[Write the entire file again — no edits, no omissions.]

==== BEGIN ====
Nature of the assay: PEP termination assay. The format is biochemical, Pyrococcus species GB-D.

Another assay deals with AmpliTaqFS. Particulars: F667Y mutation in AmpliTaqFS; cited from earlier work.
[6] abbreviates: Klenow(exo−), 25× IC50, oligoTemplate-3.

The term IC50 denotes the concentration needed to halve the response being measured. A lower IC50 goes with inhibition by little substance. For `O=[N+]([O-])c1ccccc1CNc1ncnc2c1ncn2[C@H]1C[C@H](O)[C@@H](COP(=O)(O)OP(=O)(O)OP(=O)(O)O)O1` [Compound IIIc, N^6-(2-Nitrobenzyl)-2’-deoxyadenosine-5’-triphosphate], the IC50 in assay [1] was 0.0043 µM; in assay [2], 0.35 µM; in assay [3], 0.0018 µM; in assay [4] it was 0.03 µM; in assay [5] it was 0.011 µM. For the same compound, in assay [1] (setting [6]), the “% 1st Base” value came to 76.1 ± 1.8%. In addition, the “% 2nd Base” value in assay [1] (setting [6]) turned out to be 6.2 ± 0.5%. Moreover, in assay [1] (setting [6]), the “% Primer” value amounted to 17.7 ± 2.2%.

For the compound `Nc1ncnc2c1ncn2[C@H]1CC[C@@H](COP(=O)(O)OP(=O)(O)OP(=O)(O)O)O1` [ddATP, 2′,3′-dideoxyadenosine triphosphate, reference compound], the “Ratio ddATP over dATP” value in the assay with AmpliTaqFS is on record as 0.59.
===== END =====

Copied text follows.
Nature of the assay: PEP termination assay. The format is biochemical, Pyrococcus species GB-D.

Another assay deals with AmpliTaqFS. Particulars: F667Y mutation in AmpliTaqFS; cited from earlier work.
[6] abbreviates: Klenow(exo−), 25× IC50, oligoTemplate-3.

The term IC50 denotes the concentration needed to halve the response being measured. A lower IC50 goes with inhibition by little substance. For `O=[N+]([O-])c1ccccc1CNc1ncnc2c1ncn2[C@H]1C[C@H](O)[C@@H](COP(=O)(O)OP(=O)(O)OP(=O)(O)O)O1` [Compound IIIc, N^6-(2-Nitrobenzyl)-2’-deoxyadenosine-5’-triphosphate], the IC50 in assay [1] was 0.0043 µM; in assay [2], 0.35 µM; in assay [3], 0.0018 µM; in assay [4] it was 0.03 µM; in assay [5] it was 0.011 µM. For the same compound, in assay [1] (setting [6]), the “% 1st Base” value came to 76.1 ± 1.8%. In addition, the “% 2nd Base” value in assay [1] (setting [6]) turned out to be 6.2 ± 0.5%. Moreover, in assay [1] (setting [6]), the “% Primer” value amounted to 17.7 ± 2.2%.

For the compound `Nc1ncnc2c1ncn2[C@H]1CC[C@@H](COP(=O)(O)OP(=O)(O)OP(=O)(O)O)O1` [ddATP, 2′,3′-dideoxyadenosine triphosphate, reference compound], the “Ratio ddATP over dATP” value in the assay with AmpliTaqFS is on record as 0.59.